August 31, 2007 in Nation/World

Federal judge orders release of Medicare doctor records

Ricardo Alonso-Zaldivar Los Angeles Times
 

Types of data

The files could reveal facts that affect cost and quality of care, such as:

“How many times a year a surgeon performs a type of operation.

“Which doctors fail to order preventive tests that could catch disease early.

“Which ones order duplicative tests or unnecessary hospitalizations.

WASHINGTON – Whether it’s a hernia repair or heart bypass, doctors who perform a given operation more frequently get better results. The problem for patients has been determining who those physicians are before picking one.

Now a court ruling appears to open the way for consumer access to such information, potentially transforming the relationship between doctors and their patients.

Last week, a federal judge in Washington ruled in favor of a group that sued the Health and Human Services Department to allow disclosure of specific data about doctors from the Medicare claims database. U.S. District Judge Emmet G. Sullivan concluded “a significant public benefit” could be served by releasing the data and ordered the department to turn it over by Sept. 21.

With information on more than 40 million patients and 700,000 doctors, the Medicare database is far richer than any private insurer’s. While it would not have information on some doctors, such as pediatricians, who don’t treat Medicare patients, it is considered the mother lode for data on those who treat adults.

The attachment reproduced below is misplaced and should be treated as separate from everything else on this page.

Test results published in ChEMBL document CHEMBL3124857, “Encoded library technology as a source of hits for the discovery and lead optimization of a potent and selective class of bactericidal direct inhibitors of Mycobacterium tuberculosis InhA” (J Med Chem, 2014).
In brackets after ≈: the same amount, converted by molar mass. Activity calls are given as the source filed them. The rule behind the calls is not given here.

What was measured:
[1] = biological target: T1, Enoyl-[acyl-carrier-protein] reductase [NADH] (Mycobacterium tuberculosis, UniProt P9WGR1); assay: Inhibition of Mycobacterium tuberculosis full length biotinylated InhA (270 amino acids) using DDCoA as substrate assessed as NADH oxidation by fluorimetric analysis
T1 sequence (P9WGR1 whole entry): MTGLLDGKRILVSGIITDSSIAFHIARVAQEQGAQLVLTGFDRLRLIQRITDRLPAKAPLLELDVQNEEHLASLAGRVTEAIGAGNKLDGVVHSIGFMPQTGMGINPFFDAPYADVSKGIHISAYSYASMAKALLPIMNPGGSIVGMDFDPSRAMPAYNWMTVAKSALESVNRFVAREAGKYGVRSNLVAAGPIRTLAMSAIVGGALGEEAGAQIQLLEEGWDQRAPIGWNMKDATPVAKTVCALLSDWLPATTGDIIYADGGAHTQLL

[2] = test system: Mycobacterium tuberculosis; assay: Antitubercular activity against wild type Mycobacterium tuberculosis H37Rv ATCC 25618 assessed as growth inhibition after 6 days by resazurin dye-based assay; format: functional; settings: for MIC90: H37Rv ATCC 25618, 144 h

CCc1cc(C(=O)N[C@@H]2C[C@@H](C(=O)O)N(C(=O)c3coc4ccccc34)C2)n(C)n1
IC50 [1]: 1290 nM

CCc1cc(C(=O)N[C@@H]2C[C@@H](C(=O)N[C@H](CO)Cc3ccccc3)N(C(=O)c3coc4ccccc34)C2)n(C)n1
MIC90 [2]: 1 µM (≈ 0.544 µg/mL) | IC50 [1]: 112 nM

The database’s usefulness has been limited by a decades-old government policy that protects the privacy of doctors, who fear the information could be used to micromanage the practice of medicine.

“These data will make it possible to develop measures that will be very helpful to consumers,” said Robert Krughoff, president of Consumers’ Checkbook, the nonprofit group that sued for the information.

Consumers’ Checkbook, which compiles ratings of a wide range of service providers, sells its information to individual subscribers. But Krughoff said it intends to make the Medicare data available free of charge.

The Department of Health and Human Services has not decided whether to appeal the ruling.

In the lawsuit, Consumers’ Checkbook sought access to data on doctors in Washington, D.C., and four states: Illinois, Maryland, Virginia and Washington. But Krughoff said the group has filed a Freedom of Information Act request for the same information from the remaining states.


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